Eviction of settlers no cure to deforestation

Monday July 22 2019

Evictees leaving Mau Forest in 2015. PHOTO | FILE | NATION MEDIA GROUP


Kenya’s five main forests — Mount Kenya, Aberdare Ranges, Mau Complex, Mount Elgon and Cherangani Hills — all important water towers, have been destroyed by deforestation, drought, forest fires and other destructors.

Over the years, the government has evicted illegal settlers to pave the way for forest regeneration and re-establishment. Sadly, that has not been smooth — hampered, in part, by issues related to autochthony, forest ownership, geopolitics, sociopolitics sand the rights of vulnerable and marginalised groups (VMGs).


These have, consequently, necessitated emasculation, as in the much-publicised Mau evictions of November 2009 and the Embobut ones, including in January last year, when one of the evictees died.

Evictions should be the last resort when freeing forest land from malfeasant human habitation. Use of force provides fermentation grounds for social unrest and can germinate resentment towards the government and forest conservation. It also propagates the notion that forests belong to the government, not the people.

Glaringly, the water towers have progressively grown barer after the evictions with trees and shrubs vanishing from the forests at an astounding speed.


The evictees, too, are a disconsolate lot. Their loss of wealth and livelihood, coupled with the distress of being evicted, makes them profoundly despondent.

They vent their fury on the government and the forests, leading to wanton forest destruction — ignorant of the reality that destroying the forest is tantamount to destroying their lives and that of all forest neighbours (a ‘Tragedy of the Commons’ scenario).

Although the Kenya Forest Service (KFS) has copiously been vilified for colluding with villainous loggers to expend forests, it has a duty to regrow the evacuated forests to their pre-deforestation standing, preferably with native trees.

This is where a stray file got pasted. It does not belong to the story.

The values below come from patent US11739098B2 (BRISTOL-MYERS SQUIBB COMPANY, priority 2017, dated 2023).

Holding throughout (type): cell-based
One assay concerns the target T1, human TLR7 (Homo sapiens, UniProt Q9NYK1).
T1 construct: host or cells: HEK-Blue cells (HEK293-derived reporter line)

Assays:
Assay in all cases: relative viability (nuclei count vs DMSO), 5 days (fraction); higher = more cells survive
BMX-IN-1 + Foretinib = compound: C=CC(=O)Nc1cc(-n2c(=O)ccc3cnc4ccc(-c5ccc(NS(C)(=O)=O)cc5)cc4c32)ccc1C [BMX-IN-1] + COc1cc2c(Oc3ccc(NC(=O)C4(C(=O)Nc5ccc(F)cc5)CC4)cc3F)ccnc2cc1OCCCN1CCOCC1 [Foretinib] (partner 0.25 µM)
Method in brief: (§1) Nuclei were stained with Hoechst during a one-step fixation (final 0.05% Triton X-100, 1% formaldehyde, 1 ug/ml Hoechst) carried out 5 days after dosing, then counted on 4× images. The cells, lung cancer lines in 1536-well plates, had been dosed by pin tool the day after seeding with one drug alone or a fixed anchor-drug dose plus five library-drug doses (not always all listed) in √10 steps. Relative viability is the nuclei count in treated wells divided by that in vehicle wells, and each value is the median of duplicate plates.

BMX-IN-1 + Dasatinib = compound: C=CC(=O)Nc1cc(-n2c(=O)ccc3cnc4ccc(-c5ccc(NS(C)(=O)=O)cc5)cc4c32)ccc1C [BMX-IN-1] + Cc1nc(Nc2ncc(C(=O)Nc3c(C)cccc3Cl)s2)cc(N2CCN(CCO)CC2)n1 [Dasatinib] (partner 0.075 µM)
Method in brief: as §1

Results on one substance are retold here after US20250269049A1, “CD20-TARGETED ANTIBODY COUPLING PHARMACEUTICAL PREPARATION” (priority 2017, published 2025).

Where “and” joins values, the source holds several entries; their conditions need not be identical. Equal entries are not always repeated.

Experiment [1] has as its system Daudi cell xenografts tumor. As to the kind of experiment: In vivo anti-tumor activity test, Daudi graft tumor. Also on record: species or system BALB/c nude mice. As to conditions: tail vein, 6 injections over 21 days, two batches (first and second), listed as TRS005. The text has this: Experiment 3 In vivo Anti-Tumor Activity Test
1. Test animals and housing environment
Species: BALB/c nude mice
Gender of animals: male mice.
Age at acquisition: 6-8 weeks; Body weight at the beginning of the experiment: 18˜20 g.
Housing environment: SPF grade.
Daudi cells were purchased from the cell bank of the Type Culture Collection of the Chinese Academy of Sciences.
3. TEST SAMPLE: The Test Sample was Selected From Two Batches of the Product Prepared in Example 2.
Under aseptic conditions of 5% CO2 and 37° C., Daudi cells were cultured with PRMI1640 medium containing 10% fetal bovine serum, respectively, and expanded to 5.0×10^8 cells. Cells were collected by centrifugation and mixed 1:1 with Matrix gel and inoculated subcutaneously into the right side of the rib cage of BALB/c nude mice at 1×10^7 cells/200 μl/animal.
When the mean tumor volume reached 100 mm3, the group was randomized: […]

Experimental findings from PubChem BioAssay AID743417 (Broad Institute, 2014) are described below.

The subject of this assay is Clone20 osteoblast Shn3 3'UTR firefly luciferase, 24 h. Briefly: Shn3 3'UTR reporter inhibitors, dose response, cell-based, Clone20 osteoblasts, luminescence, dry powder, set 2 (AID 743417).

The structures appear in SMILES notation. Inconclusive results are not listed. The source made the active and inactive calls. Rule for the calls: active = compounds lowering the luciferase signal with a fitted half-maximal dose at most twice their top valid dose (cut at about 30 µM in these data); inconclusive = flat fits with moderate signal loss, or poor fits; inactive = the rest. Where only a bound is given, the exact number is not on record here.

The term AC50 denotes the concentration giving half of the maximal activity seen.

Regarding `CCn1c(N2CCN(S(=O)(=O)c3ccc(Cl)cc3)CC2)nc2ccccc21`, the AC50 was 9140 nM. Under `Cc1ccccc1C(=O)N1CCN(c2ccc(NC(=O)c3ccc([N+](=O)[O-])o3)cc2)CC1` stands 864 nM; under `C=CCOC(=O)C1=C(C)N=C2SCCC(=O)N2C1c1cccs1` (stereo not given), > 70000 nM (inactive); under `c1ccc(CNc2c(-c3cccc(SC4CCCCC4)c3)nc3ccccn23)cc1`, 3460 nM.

Immense social work should go into forest evictions when they become inevitable. This necessitates sensitisation of people on the importance of forests, reprehending charlatans who derail conservation in the name of fighting for the rights of VMGs, cajoling the affected to move out peacefully, counselling targeted evictees and adequately compensating those unerringly affected.

This way, evictees will not be embittered and will help in conserving the forests.

Secondly, more subtle means of integrated forest use and conservation should be sought. These should be all-inclusive and preserving to human life and dignity.

They include productive forest livelihood options, which can engender nature-based enterprises, sericulture, silviculture, fruit farming, sheep farming and rabbit rearing.

Insect farming, such as bee-keeping and silk worm and butterfly farming, will rake in money for the farmers and maintain a rich forest cover.


Tree farming can also be taken up by forest neighbours as an economic venture and to satisfy wood needs. Fruit farming will enhance vegetation cover, improve the environment and earn money for the growers. Encourage zero grazing to curb the menace created by livestock that lodge and board in the forests or roam across counties.

There is a need for political and social goodwill in the eviction of illegal forest settlers and also in forest conservation.

Dr Kipkiror, an environmental consultant, is a lecturer at the University of Kabianga’s School of Arts and Social Sciences. [email protected]